After months of threatening to do so, President Donald Trump finally went ahead and declared a state of national emergency in order to secure the funding required for his southern border wall. In response, Democrats in Congress, who have remained staunchly opposed to Trump’s plan, quickly moved to vote on a bill that seeks to block the president’s declaration. Earlier this week, the House held a vote on the issue, just barely getting enough votes to send the matter to the Senate.

In the House vote on Tuesday, 13 Republicans crossed party lines to vote with Democrats in disapproval of the state of national emergency. According to the New York Times, the dissenting Republicans included one representative from a border state, Texas representative Will Hurd, whose district is along the US-Mexico border. The Times also notes that Hurd is the only Republican in the House who represents a southern border district — the rest are Democrats, who also oppose the national emergency.

Now, the vote moves on to the Senate, where Republicans are holding a razor-thin majority on the vote. As in the House, a number of Republican senators have indicated that they will break ranks and vote with Democrats. Senators Lisa Murkowski, Susan Collins, and Thom Thillis have all stated publicly that they will vote in favor of the Democrats’ bill, bringing the total number of potential votes for the bill to 50, including all 47 Democrats. Still, the Democrats need one more vote for the bill to make it out of Congress and onto the president’s desk, and at this point, nobody else has said they’re willing to budge. Still, FiveThirtyEight suggests that another Republican may change their mind at the last minute if they think they’re vulnerable to more liberal voters in the 2020 elections.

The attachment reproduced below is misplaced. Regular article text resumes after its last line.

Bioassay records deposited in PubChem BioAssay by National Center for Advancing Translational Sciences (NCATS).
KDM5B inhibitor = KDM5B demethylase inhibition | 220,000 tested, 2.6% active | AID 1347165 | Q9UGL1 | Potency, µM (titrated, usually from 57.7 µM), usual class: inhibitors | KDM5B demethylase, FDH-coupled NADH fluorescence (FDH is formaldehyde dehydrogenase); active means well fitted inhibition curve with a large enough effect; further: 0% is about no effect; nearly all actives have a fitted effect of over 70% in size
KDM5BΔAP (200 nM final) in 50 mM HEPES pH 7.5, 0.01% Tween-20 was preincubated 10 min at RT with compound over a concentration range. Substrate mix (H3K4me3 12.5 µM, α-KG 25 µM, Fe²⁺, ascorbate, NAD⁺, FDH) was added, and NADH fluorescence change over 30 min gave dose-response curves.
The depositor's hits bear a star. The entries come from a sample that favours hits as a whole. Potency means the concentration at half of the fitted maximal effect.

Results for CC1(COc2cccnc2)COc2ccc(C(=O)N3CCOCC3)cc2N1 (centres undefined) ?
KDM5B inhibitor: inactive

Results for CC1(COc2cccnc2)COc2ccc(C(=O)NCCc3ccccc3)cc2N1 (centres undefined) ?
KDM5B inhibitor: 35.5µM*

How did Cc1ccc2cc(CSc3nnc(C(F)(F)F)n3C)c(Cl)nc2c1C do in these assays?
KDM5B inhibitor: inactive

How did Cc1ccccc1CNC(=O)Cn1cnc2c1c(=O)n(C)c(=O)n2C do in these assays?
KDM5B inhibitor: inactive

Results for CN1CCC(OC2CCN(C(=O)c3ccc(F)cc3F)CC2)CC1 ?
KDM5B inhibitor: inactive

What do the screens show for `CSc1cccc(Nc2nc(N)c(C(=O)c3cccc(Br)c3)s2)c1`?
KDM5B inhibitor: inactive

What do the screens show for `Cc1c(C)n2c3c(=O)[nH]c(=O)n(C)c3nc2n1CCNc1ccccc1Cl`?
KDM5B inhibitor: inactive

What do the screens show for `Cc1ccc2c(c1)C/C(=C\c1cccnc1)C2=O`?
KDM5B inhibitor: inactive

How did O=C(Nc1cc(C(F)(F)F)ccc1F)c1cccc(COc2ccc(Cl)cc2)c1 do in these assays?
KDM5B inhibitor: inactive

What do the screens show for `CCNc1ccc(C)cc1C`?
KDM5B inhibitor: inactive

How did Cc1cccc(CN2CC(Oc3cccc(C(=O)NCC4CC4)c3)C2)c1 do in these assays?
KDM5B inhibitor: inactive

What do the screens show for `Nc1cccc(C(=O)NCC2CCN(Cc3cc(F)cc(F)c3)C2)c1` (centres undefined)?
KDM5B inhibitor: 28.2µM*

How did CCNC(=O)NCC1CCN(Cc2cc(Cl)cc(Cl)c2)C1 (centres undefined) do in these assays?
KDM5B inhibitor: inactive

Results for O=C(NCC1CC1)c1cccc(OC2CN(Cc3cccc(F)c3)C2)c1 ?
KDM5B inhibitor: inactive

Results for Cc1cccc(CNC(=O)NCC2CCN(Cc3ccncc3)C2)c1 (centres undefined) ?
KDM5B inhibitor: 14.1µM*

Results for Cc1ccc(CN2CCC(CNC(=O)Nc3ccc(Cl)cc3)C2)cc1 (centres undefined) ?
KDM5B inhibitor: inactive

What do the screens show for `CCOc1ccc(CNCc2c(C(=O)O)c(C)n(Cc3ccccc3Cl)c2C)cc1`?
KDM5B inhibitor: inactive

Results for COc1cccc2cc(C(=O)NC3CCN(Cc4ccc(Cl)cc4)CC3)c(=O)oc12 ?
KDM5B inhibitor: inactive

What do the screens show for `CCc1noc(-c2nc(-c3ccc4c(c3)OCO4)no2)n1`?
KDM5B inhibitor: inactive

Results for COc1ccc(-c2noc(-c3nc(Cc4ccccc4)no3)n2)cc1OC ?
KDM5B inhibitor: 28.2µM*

If the Democrats can come up with the votes in the Senate, the bill will be sent to the president’s desk. Trump has already promised to veto the bill if it makes it that far. Technically the Senate could override a presidential veto, but the Democrats would need a super majority vote, and as it is, they still don’t have enough Republican cooperation to get the bill out of Congress.

Meanwhile, California and a number of other states are suing President Trump over the state of emergency declaration. A total of 17 states are behind the lawsuit, which argues that “significant harm” will be caused when the administration takes funds earmarked for disaster relief and military construction projects to use for the border wall. But NPR reports that courts are likely to side with the president, given that the constitution grants the president broad powers for declaring national emergencies.

Between the bill and the lawsuit, Democrats are exhausting their available legal options to thwart the president’s plans for the southern border wall. Lawmakers have so far not suggested other ways they might prevent the president from proceeding as planned.

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(Photo via Chip Somodevilla/Getty Images)